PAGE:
DNFSB’s internal issues notwithstanding, the board plays an indispensible role in strengthening NSC and safety practices throughout the DOE complex.  They should be given greater authority (which won’t happen), stronger leadership and additional resources.

Bottom line: Sullivan’s proposal is just plain nuts.  He’s a Republican appointee so maybe he’s simply offering homage to his ultimate overlord.

*  P. Malone and R.J. Smith, “GOP chair of nuclear safety agency secretly urges Trump to abolish it,” The Center for Public Integrity (Oct. 19, 2017).  Retrieved Oct. 26, 2017.

**  S. Sullivan (DNFSB) to J.M Mulvaney (Management and Budget), no subject specified but described as an “initial high-level draft of [an] Agency Reform Plan” (June 29, 2019).  Available from the CPI in html and pdf format.  Retrieved Oct. 26, 2017.

***  The Borg is an alien group entity in Star Trek that forcibly assimilates other beings.  See Wikipedia for more information.

Monday, October 16, 2017

Nuclear Safety Culture: A Suggestion for Integrating “Just Culture” Concepts

All of you have heard of “Just Culture” (JC).  At heart, it is an attitude toward investigating and explaining errors that occur in organizations in terms of “why” an error occurred, including systemic reasons, rather than focusing on identifying someone to blame.  How might JC be applied in practice?  A paper* by Shem Malmquist describes how JC concepts could be used in the early phases of an investigation to mitigate cognitive bias on the part of the investigators.

The author asserts that “cognitive bias has a high probability of occurring, and becoming integrated into the investigators subconscious during the early stages of an accident investigation.”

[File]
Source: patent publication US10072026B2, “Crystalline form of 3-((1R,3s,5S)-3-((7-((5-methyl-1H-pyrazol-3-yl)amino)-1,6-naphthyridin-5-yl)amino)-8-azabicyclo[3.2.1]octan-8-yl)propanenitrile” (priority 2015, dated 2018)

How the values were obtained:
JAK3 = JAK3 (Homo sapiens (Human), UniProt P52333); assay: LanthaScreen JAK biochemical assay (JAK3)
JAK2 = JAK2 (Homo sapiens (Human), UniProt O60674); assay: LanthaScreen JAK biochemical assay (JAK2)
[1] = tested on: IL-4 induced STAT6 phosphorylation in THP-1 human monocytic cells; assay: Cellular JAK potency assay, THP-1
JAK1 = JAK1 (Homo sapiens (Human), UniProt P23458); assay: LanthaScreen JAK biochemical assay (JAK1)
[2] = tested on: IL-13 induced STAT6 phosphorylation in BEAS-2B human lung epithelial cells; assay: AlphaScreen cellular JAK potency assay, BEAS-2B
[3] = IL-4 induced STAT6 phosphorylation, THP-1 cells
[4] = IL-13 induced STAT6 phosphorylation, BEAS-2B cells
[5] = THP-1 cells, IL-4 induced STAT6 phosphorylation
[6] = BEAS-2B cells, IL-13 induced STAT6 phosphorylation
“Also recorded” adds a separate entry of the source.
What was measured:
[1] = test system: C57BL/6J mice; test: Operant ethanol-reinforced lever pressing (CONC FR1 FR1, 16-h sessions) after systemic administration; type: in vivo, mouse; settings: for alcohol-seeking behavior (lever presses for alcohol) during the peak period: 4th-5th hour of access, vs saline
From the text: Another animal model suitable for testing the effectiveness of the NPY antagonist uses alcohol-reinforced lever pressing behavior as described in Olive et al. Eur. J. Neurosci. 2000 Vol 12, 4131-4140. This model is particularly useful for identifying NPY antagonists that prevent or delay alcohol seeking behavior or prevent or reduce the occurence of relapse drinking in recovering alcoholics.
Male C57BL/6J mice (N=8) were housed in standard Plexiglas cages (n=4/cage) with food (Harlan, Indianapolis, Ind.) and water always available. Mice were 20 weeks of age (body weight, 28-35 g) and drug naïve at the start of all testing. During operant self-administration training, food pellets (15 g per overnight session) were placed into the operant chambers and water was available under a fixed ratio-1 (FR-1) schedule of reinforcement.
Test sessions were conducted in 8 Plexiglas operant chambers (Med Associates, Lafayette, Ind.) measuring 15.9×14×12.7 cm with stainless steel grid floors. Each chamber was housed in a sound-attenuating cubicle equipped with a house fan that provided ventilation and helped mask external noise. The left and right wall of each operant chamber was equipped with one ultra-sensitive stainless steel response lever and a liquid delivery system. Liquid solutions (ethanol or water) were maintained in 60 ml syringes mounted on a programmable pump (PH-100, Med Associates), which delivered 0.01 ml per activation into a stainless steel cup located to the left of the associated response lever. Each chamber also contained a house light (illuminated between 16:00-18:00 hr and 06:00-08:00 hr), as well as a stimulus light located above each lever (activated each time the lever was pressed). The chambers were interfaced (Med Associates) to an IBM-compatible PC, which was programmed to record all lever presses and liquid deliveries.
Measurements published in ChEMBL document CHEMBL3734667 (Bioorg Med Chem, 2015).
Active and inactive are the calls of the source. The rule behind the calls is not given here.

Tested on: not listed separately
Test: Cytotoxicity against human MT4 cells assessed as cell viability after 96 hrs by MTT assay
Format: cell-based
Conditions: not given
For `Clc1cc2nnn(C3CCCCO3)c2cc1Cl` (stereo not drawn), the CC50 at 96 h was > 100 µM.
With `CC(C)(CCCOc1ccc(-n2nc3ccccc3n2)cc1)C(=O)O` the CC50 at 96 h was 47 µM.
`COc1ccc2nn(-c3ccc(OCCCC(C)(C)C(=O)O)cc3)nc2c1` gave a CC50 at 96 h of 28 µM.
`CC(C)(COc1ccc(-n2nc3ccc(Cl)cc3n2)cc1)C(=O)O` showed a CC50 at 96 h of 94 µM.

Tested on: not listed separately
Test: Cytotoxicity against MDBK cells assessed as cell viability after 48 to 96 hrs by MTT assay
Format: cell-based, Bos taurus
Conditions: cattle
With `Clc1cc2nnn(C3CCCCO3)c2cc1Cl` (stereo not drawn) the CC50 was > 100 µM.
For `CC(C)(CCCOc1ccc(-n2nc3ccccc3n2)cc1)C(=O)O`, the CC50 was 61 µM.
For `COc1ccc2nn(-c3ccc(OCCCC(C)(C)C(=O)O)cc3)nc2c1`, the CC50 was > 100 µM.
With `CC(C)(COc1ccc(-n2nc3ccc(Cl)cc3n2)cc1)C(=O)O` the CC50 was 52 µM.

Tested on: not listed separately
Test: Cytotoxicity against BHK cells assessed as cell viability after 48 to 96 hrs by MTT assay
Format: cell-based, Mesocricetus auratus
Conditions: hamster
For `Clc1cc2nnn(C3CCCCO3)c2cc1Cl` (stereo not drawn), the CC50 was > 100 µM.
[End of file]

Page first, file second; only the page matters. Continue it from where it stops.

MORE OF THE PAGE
He recommends that, from the get-go, investigators categorize all pertinent actions that preceded the error as an error (unintentional act), at-risk behavior (intentional but for a good reason) or reckless (conscious disregard of a substantial risk or intentional rule violation). (p. 5)  For errors or at-risk actions, the investigator should analyze the system, e.g., policies, procedures, training or equipment, for deficiencies; for reckless behavior, the investigator should determine what system components, if any, broke down and allowed the behavior to occur. (p. 12).  Individuals should still be held responsible for deliberate actions that resulted in negative consequences.

Adding this step to a traditional event chain model will enrich the investigation and help keep investigators from going down the rabbit hole of following chains suggested by their own initial biases.

Because JC is added to traditional investigation techniques, Malmquist believes it might be more readily accepted than other approaches for conducting more systemic investigations, e.g., Leveson’s System Theoretic Accident Model and Processes (STAMP).  Such approaches are complex, require lots of data and implementing them can be daunting for even experienced investigators.  In our opinion, these models usually necessitate hiring model experts who may be the only ones who can interpret the ultimate findings—sort of like an ancient priest reading the entrails of a sacrificial animal.  Snide comment aside, we admire Leveson’s work and reviewed it in our Nov. 11, 2013 post.